I hear this question get asked a lot by people looking to get into fishing during trout season. Thankfully there are multiple ways of catching any type of fish and trout are no different. Fly fishing is a great way to catch trout but it is not the only way.
So can you catch trout without fly fishing? Yes you can catch trout without fly fishing. A common way to catch trout is to simply fish with a worm and bobber. This is the easiest setup for trout fishing and can be done using a regular rod with a spinning reel.
Let’s take a look at what we really need to get started trout fishing without getting a fly fishing setup.
Trout Fishing Rig
Ultimately, any fishing rig can be broken down into 5 main components:
You can use any fishing rod for trout. This fish will rarely get large enough to risk breaking a pole unless you are fishing for Steelhead.
A lot of trout fishing anglers enjoy using an Ultra Light rated rod since it is the most sensitive rod to smaller fish. This will allow you to feel each bite and really fight the fish since these rods are relatively thin.
Personally I recommend getting a Medium action rod that is around 6 to 8 feet long since these are great all purpose poles. You will be able to use this rod for most freshwater fishing without any issues.
Make sure to get a fishing pole that matches the style of reel you are using. So if you have a spinning reel then get a spinning rod. Baitcaster reel… get a baitcaster rod. You get the idea.
You can use a spincast, baitcast, fly or spinning reel for trout fishing. Any of these reel options work as long as you can comfortably cast out.
I recommend using a spincast or spinning reel if you’re just starting out.
Baitcast reels have a steeper learning curve and can cause a lot of frustration when you’re still learning. So baitcast reels are for the more advanced anglers.
Similar to fishing poles, reels also come in different sizes. You can use the smaller size reels for trout since they are smaller fish.
I highly recommend getting a combination set that include both the rod and reel. This way the rod and reel will be matching styles and appropriate sizes for each other. That way your rod and reel will be nicely balanced.
Checkout the Ugly Stik GX2 spinning combo on Amazon as this is the most popular beginner rod and reel combo for trout fishing.
There are a LOT of fishing line options and this is where things can get overwhelming fast when you’re just starting off. Remember that trout are small fish so we don’t need line that can haul in 50 pound fish.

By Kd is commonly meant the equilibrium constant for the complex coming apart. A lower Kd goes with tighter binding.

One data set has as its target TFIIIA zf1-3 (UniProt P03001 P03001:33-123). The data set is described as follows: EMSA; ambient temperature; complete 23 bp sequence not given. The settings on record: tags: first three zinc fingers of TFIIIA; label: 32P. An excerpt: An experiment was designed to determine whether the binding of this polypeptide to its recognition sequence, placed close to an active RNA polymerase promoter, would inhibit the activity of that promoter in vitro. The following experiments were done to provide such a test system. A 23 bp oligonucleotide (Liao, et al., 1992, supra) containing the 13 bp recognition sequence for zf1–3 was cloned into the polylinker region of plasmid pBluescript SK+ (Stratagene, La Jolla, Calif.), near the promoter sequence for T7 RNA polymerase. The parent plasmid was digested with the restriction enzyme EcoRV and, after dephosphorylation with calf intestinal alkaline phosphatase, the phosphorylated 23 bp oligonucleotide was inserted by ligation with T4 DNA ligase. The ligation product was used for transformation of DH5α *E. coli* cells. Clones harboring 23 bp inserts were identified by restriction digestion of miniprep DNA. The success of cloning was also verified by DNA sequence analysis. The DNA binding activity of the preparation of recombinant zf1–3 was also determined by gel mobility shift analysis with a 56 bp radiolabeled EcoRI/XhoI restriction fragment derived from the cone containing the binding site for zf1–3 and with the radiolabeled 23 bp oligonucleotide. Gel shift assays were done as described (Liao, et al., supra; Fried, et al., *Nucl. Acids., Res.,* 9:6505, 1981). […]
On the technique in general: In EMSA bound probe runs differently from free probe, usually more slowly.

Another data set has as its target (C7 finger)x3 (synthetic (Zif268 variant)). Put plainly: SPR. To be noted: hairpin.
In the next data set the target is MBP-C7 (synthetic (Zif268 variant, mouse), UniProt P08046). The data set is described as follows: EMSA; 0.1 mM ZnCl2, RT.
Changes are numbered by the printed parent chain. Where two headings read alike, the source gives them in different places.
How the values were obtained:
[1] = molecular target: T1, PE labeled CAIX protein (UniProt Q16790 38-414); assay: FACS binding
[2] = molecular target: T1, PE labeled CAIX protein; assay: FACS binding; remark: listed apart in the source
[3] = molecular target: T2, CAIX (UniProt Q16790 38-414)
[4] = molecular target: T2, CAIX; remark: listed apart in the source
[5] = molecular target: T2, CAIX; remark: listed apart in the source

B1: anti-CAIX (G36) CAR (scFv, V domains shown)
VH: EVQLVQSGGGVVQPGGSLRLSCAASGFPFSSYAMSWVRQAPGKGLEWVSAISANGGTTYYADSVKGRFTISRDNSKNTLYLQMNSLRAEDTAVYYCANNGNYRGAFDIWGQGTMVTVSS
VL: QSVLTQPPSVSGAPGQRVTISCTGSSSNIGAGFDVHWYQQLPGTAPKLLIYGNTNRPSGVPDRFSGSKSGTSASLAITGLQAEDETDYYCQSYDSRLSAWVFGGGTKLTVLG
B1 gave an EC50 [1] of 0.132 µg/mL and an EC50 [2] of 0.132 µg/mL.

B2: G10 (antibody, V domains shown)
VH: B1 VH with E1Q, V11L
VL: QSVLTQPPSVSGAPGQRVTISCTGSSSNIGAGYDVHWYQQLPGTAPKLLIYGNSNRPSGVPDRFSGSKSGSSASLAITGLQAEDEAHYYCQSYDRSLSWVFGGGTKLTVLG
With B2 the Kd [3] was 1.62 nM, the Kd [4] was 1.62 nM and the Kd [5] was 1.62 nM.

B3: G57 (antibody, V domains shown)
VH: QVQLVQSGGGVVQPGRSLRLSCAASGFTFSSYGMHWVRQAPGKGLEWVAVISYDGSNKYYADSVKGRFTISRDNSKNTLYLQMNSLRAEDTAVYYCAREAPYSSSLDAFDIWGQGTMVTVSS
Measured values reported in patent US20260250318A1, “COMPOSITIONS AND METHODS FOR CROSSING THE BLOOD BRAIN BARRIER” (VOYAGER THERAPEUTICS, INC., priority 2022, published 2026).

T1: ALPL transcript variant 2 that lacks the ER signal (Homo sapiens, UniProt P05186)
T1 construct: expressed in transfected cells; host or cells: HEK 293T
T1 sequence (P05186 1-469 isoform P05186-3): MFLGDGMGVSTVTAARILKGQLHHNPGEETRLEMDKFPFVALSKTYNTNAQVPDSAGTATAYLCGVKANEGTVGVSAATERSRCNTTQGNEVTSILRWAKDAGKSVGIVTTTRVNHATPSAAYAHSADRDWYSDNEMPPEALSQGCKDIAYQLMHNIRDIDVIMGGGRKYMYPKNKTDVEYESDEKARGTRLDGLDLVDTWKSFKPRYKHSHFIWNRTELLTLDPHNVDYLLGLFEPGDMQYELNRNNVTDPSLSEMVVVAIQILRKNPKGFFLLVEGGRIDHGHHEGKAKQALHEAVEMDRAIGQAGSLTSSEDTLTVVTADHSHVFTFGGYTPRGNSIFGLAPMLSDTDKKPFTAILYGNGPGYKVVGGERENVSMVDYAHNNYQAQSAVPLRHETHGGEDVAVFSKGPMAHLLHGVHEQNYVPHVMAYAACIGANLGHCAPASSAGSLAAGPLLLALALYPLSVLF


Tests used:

Simply get monofilament fishing line that is rated for 2 to 6 pound test. This will be the cheapest option and you can use this fishing line on your entire reel.
I go into depth on the Best Fishing Line Setup for Trout. Be sure to check that article out if you want to get a more long term fishing line setup for trout and other freshwater fish.
Hooks can be another area where it can seem overwhelming based on the variety of styles and sizes that fishing hooks come in. Remember that trout have small mouths so we need to use smaller hooks.
I recommend using size 10 to 14 for treble hooks and size 8 to 12 for single hooks. These size hooks will work for all trout bait.
Be sure to invest in high quality, sharp fishing hooks. A sharp hook will determine if a trout gets hooked or bites your bait and swims away. I provide a side-by-side comparison of cheaper versus quality hooks in the Best Hooks for Trout guide.
The final component to any fishing setup is the bait. Trout are known to be picky eaters but here are some great bait options that have worked for me.
I will cover the top 5 trout bait options below and how to fish each one.
Powerbait is the most common and strangest bait to see work if you’ve never gone trout fishing before.
These come in a variety of colors from bright pink, neon green, sparkly yellow, and more. You would think that this is some child’s Playdough mislabeled as bait. But this stuff simply works.
Powerbait is a moldable bait that you can roll into a ball and place over a treble or single hook.
Powerbait also floats which means if you put enough of it on your hook then your hook and bait will float.
This is perfect for fishing off the bottom by putting a weight 1-3 feet above your hook. The most common bottom fishing setup for trout is called the egg sinker rig.
You can also attach a bobber above your weight or leader so that the powerbait is suspended in the water. This will allow you to see when the fish start biting.
2. Powerbait Mice Tails
Berkley not only came out with Powerbait but also Floating Mice Tails which are incredibly effective at catching trout.
This bait combines two common trout foods, the egg and the worm into one single bait. These artificial worms are scented which draws the trout in since trout can smell.
They also have ridges along the worm body which causes these to dance in the moving water.
Similar to the original Powerbait we listed above, the mice tails come in a huge variety of colors as well.
I can personally vouch for the White/Bubblegum color which is the white egg and pink worm. The Chartreuse/Fluorescent Orange color which is the green egg and orange worm is another popular combination.
One thing is for certain, Powerbait mice tails work and are highly visible in the water.
The ole trusty nightcrawler lives up to the adage “if it ain’t broke then don’t fix it.” This is arguable the best bait on the list but I placed the Powerbaits higher due to convenience.